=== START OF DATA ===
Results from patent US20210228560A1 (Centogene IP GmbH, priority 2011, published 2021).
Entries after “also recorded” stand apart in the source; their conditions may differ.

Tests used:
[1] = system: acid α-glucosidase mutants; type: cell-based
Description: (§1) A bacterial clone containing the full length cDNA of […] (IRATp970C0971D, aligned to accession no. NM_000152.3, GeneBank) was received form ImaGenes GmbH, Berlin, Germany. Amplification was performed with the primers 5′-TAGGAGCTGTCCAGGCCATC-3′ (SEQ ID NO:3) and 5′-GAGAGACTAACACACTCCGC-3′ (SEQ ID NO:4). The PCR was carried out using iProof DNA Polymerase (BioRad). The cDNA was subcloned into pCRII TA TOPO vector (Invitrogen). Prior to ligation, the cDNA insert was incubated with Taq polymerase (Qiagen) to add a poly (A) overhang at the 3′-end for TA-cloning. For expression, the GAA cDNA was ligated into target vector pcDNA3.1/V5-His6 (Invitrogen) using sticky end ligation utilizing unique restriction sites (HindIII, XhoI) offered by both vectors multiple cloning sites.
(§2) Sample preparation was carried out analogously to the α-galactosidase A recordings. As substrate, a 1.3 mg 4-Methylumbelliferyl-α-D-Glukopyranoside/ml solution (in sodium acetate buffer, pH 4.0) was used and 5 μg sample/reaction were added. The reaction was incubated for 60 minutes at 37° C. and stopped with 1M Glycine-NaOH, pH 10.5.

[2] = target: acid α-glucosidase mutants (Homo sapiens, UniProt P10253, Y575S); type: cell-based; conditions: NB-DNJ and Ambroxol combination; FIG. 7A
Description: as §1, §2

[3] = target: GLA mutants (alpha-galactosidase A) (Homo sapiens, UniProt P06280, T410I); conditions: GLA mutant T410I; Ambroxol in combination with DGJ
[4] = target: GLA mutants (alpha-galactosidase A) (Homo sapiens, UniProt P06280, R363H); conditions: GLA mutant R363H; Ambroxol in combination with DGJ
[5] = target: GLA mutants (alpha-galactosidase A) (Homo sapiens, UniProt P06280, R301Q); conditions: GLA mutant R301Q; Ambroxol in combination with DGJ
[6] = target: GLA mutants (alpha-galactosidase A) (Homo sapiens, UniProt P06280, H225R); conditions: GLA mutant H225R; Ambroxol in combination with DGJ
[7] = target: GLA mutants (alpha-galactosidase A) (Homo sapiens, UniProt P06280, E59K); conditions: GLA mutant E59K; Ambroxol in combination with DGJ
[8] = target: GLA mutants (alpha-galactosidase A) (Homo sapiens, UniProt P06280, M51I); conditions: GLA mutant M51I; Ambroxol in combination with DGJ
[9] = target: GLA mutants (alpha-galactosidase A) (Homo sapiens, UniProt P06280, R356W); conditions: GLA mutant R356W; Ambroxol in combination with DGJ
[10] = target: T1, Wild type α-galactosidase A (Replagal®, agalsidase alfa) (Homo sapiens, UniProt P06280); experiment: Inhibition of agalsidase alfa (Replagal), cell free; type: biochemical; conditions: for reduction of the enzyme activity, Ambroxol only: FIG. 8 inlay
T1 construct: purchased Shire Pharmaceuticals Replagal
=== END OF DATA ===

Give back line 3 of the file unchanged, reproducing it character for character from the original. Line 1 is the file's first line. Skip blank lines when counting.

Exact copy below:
Tests used: